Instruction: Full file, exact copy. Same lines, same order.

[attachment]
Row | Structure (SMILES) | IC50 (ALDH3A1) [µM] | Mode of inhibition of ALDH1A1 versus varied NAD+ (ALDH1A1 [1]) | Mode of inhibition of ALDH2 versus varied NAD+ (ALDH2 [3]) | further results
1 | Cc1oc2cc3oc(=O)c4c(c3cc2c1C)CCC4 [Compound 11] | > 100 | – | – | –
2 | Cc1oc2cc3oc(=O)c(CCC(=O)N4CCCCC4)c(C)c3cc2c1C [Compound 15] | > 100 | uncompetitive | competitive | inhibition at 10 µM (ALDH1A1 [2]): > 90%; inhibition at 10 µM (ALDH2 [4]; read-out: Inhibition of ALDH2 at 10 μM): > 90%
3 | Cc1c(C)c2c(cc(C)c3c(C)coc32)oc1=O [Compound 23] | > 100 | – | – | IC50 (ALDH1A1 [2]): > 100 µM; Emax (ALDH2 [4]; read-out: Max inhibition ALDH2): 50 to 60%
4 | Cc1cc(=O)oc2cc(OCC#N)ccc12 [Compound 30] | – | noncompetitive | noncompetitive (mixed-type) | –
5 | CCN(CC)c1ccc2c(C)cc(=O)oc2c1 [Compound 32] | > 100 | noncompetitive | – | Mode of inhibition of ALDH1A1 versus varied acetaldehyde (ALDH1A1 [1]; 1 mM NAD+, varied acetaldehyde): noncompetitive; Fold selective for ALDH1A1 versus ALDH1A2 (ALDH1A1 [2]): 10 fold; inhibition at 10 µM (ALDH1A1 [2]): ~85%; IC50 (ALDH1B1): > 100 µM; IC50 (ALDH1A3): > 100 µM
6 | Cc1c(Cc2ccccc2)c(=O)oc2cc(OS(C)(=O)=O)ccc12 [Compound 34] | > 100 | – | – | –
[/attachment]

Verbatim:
Row | Structure (SMILES) | IC50 (ALDH3A1) [µM] | Mode of inhibition of ALDH1A1 versus varied NAD+ (ALDH1A1 [1]) | Mode of inhibition of ALDH2 versus varied NAD+ (ALDH2 [3]) | further results
1 | Cc1oc2cc3oc(=O)c4c(c3cc2c1C)CCC4 [Compound 11] | > 100 | – | – | –
2 | Cc1oc2cc3oc(=O)c(CCC(=O)N4CCCCC4)c(C)c3cc2c1C [Compound 15] | > 100 | uncompetitive | competitive | inhibition at 10 µM (ALDH1A1 [2]): > 90%; inhibition at 10 µM (ALDH2 [4]; read-out: Inhibition of ALDH2 at 10 μM): > 90%
3 | Cc1c(C)c2c(cc(C)c3c(C)coc32)oc1=O [Compound 23] | > 100 | – | – | IC50 (ALDH1A1 [2]): > 100 µM; Emax (ALDH2 [4]; read-out: Max inhibition ALDH2): 50 to 60%
4 | Cc1cc(=O)oc2cc(OCC#N)ccc12 [Compound 30] | – | noncompetitive | noncompetitive (mixed-type) | –
5 | CCN(CC)c1ccc2c(C)cc(=O)oc2c1 [Compound 32] | > 100 | noncompetitive | – | Mode of inhibition of ALDH1A1 versus varied acetaldehyde (ALDH1A1 [1]; 1 mM NAD+, varied acetaldehyde): noncompetitive; Fold selective for ALDH1A1 versus ALDH1A2 (ALDH1A1 [2]): 10 fold; inhibition at 10 µM (ALDH1A1 [2]): ~85%; IC50 (ALDH1B1): > 100 µM; IC50 (ALDH1A3): > 100 µM
6 | Cc1c(Cc2ccccc2)c(=O)oc2cc(OS(C)(=O)=O)ccc12 [Compound 34] | > 100 | – | – | –